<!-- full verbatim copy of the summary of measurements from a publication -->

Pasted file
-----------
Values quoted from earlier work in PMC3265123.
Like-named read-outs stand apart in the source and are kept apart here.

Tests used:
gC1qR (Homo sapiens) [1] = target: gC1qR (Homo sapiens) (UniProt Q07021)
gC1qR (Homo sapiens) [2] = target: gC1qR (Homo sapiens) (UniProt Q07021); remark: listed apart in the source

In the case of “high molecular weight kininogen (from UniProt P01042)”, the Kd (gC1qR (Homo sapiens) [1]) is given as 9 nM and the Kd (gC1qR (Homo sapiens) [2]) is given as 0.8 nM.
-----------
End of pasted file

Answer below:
Values quoted from earlier work in PMC3265123.
Like-named read-outs stand apart in the source and are kept apart here.

Tests used:
gC1qR (Homo sapiens) [1] = target: gC1qR (Homo sapiens) (UniProt Q07021)
gC1qR (Homo sapiens) [2] = target: gC1qR (Homo sapiens) (UniProt Q07021); remark: listed apart in the source

In the case of “high molecular weight kininogen (from UniProt P01042)”, the Kd (gC1qR (Homo sapiens) [1]) is given as 9 nM and the Kd (gC1qR (Homo sapiens) [2]) is given as 0.8 nM.